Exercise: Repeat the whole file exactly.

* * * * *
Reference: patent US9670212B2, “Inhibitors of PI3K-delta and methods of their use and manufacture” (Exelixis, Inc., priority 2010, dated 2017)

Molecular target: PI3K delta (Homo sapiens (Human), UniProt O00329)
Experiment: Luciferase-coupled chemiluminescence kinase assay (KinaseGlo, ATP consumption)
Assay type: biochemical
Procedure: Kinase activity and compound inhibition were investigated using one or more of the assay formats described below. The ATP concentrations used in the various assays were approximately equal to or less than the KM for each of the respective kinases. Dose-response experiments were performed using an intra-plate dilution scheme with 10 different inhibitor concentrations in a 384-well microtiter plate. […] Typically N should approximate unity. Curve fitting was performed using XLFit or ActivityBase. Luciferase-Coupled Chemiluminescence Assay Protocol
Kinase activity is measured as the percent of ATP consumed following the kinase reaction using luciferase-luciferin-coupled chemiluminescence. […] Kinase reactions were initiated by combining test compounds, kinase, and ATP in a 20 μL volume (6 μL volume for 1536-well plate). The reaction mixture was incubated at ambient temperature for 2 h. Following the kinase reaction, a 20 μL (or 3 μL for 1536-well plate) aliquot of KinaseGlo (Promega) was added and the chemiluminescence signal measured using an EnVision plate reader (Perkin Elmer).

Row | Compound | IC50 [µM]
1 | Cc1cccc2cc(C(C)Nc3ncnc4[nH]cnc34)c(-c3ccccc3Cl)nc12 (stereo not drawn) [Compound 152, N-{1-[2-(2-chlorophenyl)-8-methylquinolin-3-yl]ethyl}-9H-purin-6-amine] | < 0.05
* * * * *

Reference: patent US9670212B2, “Inhibitors of PI3K-delta and methods of their use and manufacture” (Exelixis, Inc., priority 2010, dated 2017)

Molecular target: PI3K delta (Homo sapiens (Human), UniProt O00329)
Experiment: Luciferase-coupled chemiluminescence kinase assay (KinaseGlo, ATP consumption)
Assay type: biochemical
Procedure: Kinase activity and compound inhibition were investigated using one or more of the assay formats described below. The ATP concentrations used in the various assays were approximately equal to or less than the KM for each of the respective kinases. Dose-response experiments were performed using an intra-plate dilution scheme with 10 different inhibitor concentrations in a 384-well microtiter plate. […] Typically N should approximate unity. Curve fitting was performed using XLFit or ActivityBase. Luciferase-Coupled Chemiluminescence Assay Protocol
Kinase activity is measured as the percent of ATP consumed following the kinase reaction using luciferase-luciferin-coupled chemiluminescence. […] Kinase reactions were initiated by combining test compounds, kinase, and ATP in a 20 μL volume (6 μL volume for 1536-well plate). The reaction mixture was incubated at ambient temperature for 2 h. Following the kinase reaction, a 20 μL (or 3 μL for 1536-well plate) aliquot of KinaseGlo (Promega) was added and the chemiluminescence signal measured using an EnVision plate reader (Perkin Elmer).

Row | Compound | IC50 [µM]
1 | Cc1cccc2cc(C(C)Nc3ncnc4[nH]cnc34)c(-c3ccccc3Cl)nc12 (stereo not drawn) [Compound 152, N-{1-[2-(2-chlorophenyl)-8-methylquinolin-3-yl]ethyl}-9H-purin-6-amine] | < 0.05